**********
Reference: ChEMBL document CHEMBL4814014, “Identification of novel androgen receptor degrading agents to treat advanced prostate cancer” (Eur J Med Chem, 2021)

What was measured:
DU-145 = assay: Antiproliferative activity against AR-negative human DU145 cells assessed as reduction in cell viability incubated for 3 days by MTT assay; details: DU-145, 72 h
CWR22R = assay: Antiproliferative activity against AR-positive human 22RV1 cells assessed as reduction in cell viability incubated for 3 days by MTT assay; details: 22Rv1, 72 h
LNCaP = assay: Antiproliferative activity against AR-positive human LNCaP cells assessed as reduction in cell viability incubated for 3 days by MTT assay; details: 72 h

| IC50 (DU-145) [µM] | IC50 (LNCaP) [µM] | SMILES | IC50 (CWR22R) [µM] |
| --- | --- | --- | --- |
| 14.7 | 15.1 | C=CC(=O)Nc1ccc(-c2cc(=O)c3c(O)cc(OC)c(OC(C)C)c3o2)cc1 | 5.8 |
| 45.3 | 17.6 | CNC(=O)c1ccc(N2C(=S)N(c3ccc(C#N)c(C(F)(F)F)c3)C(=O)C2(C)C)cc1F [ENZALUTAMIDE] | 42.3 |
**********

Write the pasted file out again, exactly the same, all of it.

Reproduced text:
Reference: ChEMBL document CHEMBL4814014, “Identification of novel androgen receptor degrading agents to treat advanced prostate cancer” (Eur J Med Chem, 2021)

What was measured:
DU-145 = assay: Antiproliferative activity against AR-negative human DU145 cells assessed as reduction in cell viability incubated for 3 days by MTT assay; details: DU-145, 72 h
CWR22R = assay: Antiproliferative activity against AR-positive human 22RV1 cells assessed as reduction in cell viability incubated for 3 days by MTT assay; details: 22Rv1, 72 h
LNCaP = assay: Antiproliferative activity against AR-positive human LNCaP cells assessed as reduction in cell viability incubated for 3 days by MTT assay; details: 72 h

| IC50 (DU-145) [µM] | IC50 (LNCaP) [µM] | SMILES | IC50 (CWR22R) [µM] |
| --- | --- | --- | --- |
| 14.7 | 15.1 | C=CC(=O)Nc1ccc(-c2cc(=O)c3c(O)cc(OC)c(OC(C)C)c3o2)cc1 | 5.8 |
| 45.3 | 17.6 | CNC(=O)c1ccc(N2C(=S)N(c3ccc(C#N)c(C(F)(F)F)c3)C(=O)C2(C)C)cc1F [ENZALUTAMIDE] | 42.3 |